Tuesday, September 15, 2009
California lawmakers are home after the legislative session ended last week, but they may be coming back to Sacramento sooner than anticipated. We're joined on Morning Edition by non-partisan Sacramento Political Consultant Leo McElroy.
California lawmakers are at home after the regular legislative session ended over the weekend, but they may be coming back to Sacramento sooner than anticipated. We're joined on Morning Edition by non-partisan Sacramento Political Consultant Leo McElroy. Lawmakers, Leo, could be called back for three special sessions: one on water, the other on prison reform, and the third on tax reform. What do you think will come out of these sessions?
LEO MCELROY: Well, I think you’re going to get a lot of tired legislators coming out of them. Whether there’s going to be any real product coming out of that is not very clear. One of the ones that faces the largest hurdle, I think, is the tax restructuring measure. That is going to be a request of the legislature to act on a proposal that comes out of a blue ribbon committee, which will be doing it’s final draft on Sunday, and releasing it on Sunday. The problem is that the governor is saying he wants the legislature to vote it up or down with no changes, yet the commission itself is saying don’t take this as a done deal - this should just be the start of the negotiations, and the start of considering what approaches to take on the problem. This is a very divided commission, and there’s a lot of commissioners that are not real happy with the product that they’re putting out as their final report. So asking the legislature to take this as a straight vote it up or vote it down basis is pretty self-defeating, I think, and pretty impossible to achieve. And water and prison reform have already proved pretty elusive to the legislators. Whether they can move much farther along than they have in the past is pretty questionable on those two.
ALAN RAY: Well, let’s go back to prisons for just a minute. The state has till the end of this week to come up with a two year to reduce prison population by 40,000. As I recall, something like 15,000 was in what passed the legislature. Does that get them close enough to avoiding a federal order?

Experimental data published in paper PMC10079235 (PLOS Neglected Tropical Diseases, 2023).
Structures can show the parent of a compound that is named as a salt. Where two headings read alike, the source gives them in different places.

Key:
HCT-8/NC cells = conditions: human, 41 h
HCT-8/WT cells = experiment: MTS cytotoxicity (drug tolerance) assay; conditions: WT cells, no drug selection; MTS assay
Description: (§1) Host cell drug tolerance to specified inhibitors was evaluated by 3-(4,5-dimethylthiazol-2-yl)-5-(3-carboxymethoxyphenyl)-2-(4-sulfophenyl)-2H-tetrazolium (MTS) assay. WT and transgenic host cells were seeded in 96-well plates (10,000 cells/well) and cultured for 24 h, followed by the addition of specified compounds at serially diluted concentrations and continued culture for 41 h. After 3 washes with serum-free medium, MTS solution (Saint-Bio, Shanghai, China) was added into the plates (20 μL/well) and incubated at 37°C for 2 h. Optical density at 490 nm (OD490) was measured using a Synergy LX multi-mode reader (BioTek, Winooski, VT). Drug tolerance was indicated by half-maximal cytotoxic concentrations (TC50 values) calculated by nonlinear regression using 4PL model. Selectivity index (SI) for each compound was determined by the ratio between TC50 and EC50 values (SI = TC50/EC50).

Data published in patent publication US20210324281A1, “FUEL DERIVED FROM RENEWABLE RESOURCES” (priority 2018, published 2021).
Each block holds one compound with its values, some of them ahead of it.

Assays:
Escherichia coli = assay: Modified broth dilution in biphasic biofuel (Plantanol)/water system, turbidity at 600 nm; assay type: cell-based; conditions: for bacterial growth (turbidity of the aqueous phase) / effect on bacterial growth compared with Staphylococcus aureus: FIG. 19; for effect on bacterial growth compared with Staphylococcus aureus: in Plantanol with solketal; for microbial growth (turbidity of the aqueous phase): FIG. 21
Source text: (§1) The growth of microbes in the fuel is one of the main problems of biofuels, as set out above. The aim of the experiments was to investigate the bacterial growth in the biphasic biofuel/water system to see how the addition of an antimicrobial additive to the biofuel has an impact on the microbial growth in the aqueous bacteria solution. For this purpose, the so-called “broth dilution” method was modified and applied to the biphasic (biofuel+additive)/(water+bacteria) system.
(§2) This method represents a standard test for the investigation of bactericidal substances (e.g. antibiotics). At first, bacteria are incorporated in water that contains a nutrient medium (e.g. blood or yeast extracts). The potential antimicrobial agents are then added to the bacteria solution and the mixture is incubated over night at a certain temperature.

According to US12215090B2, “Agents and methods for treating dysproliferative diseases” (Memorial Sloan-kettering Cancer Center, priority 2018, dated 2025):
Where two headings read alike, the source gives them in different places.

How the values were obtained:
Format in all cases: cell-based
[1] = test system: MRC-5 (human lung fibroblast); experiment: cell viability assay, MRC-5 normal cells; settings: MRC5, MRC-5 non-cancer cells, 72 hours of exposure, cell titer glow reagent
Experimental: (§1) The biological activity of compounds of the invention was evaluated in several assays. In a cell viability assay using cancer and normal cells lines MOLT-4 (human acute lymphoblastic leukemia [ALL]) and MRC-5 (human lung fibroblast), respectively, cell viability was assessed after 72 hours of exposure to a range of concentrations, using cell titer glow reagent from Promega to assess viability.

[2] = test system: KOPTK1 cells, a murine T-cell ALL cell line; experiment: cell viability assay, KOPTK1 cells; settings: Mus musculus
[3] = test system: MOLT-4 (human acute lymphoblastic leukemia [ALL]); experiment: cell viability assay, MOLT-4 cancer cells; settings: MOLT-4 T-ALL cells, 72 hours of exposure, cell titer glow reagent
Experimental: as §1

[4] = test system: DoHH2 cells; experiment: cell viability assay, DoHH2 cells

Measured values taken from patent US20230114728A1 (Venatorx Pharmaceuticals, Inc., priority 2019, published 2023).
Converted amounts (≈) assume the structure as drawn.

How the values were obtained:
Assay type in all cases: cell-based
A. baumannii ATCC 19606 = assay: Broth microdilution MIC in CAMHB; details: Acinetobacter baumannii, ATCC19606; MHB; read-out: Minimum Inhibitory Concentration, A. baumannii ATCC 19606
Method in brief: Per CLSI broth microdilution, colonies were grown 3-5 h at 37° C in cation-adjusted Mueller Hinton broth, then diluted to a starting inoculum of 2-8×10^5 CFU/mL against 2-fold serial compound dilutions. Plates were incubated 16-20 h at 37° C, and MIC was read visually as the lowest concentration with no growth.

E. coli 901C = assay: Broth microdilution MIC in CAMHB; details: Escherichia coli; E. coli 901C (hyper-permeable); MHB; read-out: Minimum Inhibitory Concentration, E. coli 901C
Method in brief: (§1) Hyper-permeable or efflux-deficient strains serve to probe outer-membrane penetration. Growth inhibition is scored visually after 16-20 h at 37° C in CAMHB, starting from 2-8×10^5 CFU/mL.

MCELROY: I think it probably doesn’t. What they’re – the real defense that the state is making is not to diffuse the prison population by reduction plans. The state is basically choosing to appeal to the courts to rescind the federal plan instead, and seeing if they can get relief that way. There seems to be very little political will or political agreement to achieve the full prison reform. The prospect that the governor has put forward, that of releasing older prisoners and non-violent prisoners into what they’re calling “alternative custody” is proving not politically popular. Nobody wants to run for office on the claim he put prisoners back on the street. So it doesn’t look terribly achievable at this point. It doesn’t look like the political will is there to do anything except leave the state in violation of the federal order.
DWANE BROWN: Well, the disharmony in Sacramento continues today. The governor is expected to issue an executive order on renewable energy. Lawmakers passed something similar, but not quite the same. How do you think this renewable energy issue will play out as it relates to utilities companies here?
MCELROY: Well, it’s going to get some really loud screams. The utility companies are a bit split. Several of them, like PG&E, were actually supporting the legislative plan which also was pretty much supported by environmental groups and pretty much authored, or at least tinkered, by the labor unions. Uh, the governor is not happy with it because it essentially puts restrictions on the use of energy credits for out-of-state green power, and most people in the power industry say that they need the ability, during some peak seasons, to buy green power from out of state. The other problem is that green power is definable under these standards as power from coal, and coal is a dirty word in California. The minute you mention coal power people flinch and scream and run and hide under the bed.
RAY: Okay, talk about labor involvement in this renewable energy debate. Are they looking for something like project labor agreements here?
MCELROY: They are looking for a guarantee that essentially the green power will come from California businesses which have labor contracts. That’s really where their push is, and they’ve made it hit not only on the green energy program, the broader one, but also on some specific programs like one that would facilitate the growth of green power through geo-thermals by putting restrictions on that, too. The clout of the labor unions is pretty considerable in the legislature right now and they’ve been felt very strongly on this green energy issue. But those restrictions seem to be flying in the face of where the governor wants to go, and at the same time putting pretty tight restraints on where the legislature can go.
RAY: That’s non-partisan Political Consultant Leo McElroy.